June 23, 2022 at 4:45pm
Alyse Knust

Big Blue host families share the journey of Millikin international students

In 2019, on a whim, I signed up to be a friendship family for one of Millikin University’s international students.

 

That September, the Center for International Education matched my family (me, my husband and our one-year-old son) to two interested students: Binny Tamang from Nepal and Gaelle Kinja from Congo. Both had just arrived in the country for the first time.

 

Our first visit felt a bit like a blind date, filled with stilted conversation and awkward silences as we started to find common ground. But babies are universal, and we soon fell into easy company laughing at our budding toddler and talking about the family that each of the students left behind when they came to study at Millikin. 

 

It has been three years since those first meetings, and while a lot of life has happened in the intervening time, Binny and Gaelle (B&G) have become an integral part of our family’s life.

 

Together, we have celebrated holidays and birthdays, introduced traditions (why do we carve pumpkins?), shared many meals, acquainted them with some of our extended family and attended campus events.

 

We have taken them to doctor’s appointments, given driving lessons, comforted them after the loss of loved ones and endured pandemic restrictions together. Those pandemic days were especially difficult for our international students as campus went entirely remote, most domestic students vacated campus and all meals had to be taken to go. A bright spot in late 2021 came when they helped us welcome a new baby to our family.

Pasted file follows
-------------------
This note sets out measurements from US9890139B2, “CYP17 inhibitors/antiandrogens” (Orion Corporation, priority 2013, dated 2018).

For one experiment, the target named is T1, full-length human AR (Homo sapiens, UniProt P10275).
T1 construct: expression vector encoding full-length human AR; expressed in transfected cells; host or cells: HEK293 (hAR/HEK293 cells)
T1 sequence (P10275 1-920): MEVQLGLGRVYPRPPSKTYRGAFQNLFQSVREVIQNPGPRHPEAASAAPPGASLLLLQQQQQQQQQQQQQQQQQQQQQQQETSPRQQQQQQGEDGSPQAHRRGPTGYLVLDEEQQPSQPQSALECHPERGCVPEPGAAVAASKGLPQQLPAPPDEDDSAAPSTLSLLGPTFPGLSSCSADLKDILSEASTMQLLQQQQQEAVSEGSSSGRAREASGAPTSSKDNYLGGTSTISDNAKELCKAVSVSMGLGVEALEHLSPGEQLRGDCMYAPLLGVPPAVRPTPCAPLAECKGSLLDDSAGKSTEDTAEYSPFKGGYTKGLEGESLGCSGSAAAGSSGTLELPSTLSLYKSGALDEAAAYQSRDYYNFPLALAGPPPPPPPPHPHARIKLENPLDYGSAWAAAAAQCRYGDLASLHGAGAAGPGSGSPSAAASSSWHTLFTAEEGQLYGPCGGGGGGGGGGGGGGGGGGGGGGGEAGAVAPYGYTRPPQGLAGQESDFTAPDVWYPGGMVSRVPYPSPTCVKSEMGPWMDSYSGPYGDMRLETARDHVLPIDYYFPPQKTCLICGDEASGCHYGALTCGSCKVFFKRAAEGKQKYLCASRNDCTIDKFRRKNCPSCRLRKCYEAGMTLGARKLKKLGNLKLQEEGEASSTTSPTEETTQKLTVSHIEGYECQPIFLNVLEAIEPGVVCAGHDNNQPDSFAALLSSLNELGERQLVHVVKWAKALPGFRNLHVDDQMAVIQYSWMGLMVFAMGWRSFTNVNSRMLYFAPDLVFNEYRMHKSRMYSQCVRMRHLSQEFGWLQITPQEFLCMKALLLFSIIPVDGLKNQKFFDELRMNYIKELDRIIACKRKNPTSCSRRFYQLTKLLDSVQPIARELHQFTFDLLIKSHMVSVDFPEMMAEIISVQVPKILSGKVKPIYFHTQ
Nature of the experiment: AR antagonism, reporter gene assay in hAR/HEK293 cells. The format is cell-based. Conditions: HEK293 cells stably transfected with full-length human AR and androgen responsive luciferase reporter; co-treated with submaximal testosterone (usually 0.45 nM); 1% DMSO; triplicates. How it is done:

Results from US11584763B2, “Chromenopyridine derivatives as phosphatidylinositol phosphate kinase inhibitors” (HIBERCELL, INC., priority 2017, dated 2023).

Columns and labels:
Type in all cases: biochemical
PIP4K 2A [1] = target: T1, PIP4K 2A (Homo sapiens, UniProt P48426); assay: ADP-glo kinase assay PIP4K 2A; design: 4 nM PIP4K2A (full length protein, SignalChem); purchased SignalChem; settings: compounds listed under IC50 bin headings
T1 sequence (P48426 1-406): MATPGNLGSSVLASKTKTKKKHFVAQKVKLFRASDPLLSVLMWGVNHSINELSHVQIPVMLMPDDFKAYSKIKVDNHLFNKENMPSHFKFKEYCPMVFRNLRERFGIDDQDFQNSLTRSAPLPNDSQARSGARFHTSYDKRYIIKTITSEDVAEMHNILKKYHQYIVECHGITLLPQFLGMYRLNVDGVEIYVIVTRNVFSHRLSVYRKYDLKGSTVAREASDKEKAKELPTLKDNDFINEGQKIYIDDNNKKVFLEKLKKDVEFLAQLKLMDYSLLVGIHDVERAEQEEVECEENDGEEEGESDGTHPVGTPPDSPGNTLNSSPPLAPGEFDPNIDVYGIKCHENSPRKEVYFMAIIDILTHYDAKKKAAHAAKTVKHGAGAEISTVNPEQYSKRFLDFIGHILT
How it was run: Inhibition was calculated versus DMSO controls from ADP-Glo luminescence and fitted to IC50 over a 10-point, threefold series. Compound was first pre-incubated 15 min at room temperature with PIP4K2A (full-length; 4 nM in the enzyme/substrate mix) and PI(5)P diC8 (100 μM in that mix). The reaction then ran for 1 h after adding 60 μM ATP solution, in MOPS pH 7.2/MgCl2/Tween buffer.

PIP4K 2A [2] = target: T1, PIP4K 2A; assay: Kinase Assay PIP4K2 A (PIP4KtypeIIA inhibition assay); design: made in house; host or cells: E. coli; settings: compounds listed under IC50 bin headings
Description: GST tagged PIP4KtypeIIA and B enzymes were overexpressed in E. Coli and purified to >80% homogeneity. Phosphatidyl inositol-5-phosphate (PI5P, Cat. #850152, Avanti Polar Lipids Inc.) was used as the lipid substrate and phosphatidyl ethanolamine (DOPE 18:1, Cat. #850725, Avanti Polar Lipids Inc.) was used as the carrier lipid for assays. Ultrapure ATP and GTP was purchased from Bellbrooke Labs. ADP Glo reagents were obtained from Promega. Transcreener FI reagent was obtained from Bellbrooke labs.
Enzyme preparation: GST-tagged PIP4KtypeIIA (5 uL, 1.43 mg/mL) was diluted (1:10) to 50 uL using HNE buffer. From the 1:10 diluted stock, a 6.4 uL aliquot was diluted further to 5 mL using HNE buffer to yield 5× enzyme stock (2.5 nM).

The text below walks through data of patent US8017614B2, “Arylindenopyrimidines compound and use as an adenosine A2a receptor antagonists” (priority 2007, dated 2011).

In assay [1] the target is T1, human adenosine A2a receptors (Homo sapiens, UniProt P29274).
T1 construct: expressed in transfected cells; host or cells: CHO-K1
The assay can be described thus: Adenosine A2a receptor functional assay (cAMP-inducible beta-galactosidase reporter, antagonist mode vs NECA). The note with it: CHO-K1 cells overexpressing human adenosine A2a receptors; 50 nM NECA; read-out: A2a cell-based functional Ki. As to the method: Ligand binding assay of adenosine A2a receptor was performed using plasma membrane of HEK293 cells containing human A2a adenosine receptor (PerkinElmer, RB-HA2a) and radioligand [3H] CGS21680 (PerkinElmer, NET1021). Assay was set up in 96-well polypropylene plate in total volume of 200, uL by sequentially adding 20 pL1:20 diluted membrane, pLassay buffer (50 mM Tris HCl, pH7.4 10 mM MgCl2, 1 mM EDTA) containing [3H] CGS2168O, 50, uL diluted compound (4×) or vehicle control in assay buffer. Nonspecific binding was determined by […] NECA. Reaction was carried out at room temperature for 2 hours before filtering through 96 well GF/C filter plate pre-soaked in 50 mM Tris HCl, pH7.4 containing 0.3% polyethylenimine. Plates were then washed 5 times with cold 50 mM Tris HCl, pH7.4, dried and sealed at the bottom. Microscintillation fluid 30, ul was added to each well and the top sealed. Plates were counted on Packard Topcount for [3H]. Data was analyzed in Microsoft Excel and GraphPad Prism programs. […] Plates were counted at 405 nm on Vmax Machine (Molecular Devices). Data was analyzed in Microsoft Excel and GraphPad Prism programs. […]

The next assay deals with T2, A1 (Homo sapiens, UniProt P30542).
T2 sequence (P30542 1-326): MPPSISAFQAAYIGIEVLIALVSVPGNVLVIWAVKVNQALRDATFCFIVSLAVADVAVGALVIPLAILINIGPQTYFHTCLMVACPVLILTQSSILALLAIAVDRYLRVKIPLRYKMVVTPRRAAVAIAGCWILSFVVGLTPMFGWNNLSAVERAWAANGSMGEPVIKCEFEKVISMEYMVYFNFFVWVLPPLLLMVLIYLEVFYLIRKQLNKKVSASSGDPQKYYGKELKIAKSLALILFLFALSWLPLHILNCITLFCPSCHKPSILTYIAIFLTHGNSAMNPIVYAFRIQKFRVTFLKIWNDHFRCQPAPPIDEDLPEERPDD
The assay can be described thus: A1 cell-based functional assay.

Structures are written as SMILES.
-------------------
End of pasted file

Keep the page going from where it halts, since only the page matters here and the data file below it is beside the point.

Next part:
I am in awe of B&G. It is hard to fathom the bravery it takes for any young person to completely uproot themselves from everything and everyone they know for an opportunity to study at a university in the United States. Most, including our two, will go the entire four years of college without once going back to their home country or seeing their families in person.

 

That is why, when I tell people we are a host family and they inevitably say, “Oh, how lucky for those students to have you,” I correct them. We are lucky to have them. To witness their courage and growth, and celebrate their successes. They have made our family richer, and we are honored to have played a small role in their lives while they attend the Big Blue.

 

Binny graduated in May (yay!), and soon will be moving across the country to attend graduate school. Thank goodness we have one more year with Gaelle before she, too, becomes an alumna and moves on. Our family will miss them, but I am comforted by the fact that we will remain in touch. And, of course, the start of each academic year will bring a new incoming class of international students seeking local friendship. At our house, we are more than happy to oblige.